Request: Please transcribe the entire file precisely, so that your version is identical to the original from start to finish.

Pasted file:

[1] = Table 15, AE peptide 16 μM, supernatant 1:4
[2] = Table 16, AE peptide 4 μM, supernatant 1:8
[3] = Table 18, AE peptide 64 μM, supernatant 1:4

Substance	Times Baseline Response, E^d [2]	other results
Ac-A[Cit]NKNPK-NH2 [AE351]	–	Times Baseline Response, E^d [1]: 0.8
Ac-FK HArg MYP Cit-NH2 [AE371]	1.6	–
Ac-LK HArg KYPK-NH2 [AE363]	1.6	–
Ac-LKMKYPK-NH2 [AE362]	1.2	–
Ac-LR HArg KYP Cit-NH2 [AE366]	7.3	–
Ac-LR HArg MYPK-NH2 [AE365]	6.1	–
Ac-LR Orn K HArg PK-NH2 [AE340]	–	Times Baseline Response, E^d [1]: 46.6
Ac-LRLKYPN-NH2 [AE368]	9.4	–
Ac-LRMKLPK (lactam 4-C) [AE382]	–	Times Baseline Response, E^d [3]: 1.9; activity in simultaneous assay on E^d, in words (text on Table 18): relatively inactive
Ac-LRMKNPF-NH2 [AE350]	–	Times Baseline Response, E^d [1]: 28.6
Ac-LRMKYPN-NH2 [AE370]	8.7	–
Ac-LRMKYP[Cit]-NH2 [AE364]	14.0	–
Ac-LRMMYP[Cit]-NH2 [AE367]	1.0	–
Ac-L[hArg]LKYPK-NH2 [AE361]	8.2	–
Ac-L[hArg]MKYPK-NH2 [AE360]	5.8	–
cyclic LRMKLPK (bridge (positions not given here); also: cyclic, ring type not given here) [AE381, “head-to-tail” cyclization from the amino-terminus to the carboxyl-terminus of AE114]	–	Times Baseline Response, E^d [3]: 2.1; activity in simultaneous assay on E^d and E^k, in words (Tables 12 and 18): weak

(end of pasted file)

[1] = Table 15, AE peptide 16 μM, supernatant 1:4
[2] = Table 16, AE peptide 4 μM, supernatant 1:8
[3] = Table 18, AE peptide 64 μM, supernatant 1:4

Substance	Times Baseline Response, E^d [2]	other results
Ac-A[Cit]NKNPK-NH2 [AE351]	–	Times Baseline Response, E^d [1]: 0.8
Ac-FK HArg MYP Cit-NH2 [AE371]	1.6	–
Ac-LK HArg KYPK-NH2 [AE363]	1.6	–
Ac-LKMKYPK-NH2 [AE362]	1.2	–
Ac-LR HArg KYP Cit-NH2 [AE366]	7.3	–
Ac-LR HArg MYPK-NH2 [AE365]	6.1	–
Ac-LR Orn K HArg PK-NH2 [AE340]	–	Times Baseline Response, E^d [1]: 46.6
Ac-LRLKYPN-NH2 [AE368]	9.4	–
Ac-LRMKLPK (lactam 4-C) [AE382]	–	Times Baseline Response, E^d [3]: 1.9; activity in simultaneous assay on E^d, in words (text on Table 18): relatively inactive
Ac-LRMKNPF-NH2 [AE350]	–	Times Baseline Response, E^d [1]: 28.6
Ac-LRMKYPN-NH2 [AE370]	8.7	–
Ac-LRMKYP[Cit]-NH2 [AE364]	14.0	–
Ac-LRMMYP[Cit]-NH2 [AE367]	1.0	–
Ac-L[hArg]LKYPK-NH2 [AE361]	8.2	–
Ac-L[hArg]MKYPK-NH2 [AE360]	5.8	–
cyclic LRMKLPK (bridge (positions not given here); also: cyclic, ring type not given here) [AE381, “head-to-tail” cyclization from the amino-terminus to the carboxyl-terminus of AE114]	–	Times Baseline Response, E^d [3]: 2.1; activity in simultaneous assay on E^d and E^k, in words (Tables 12 and 18): weak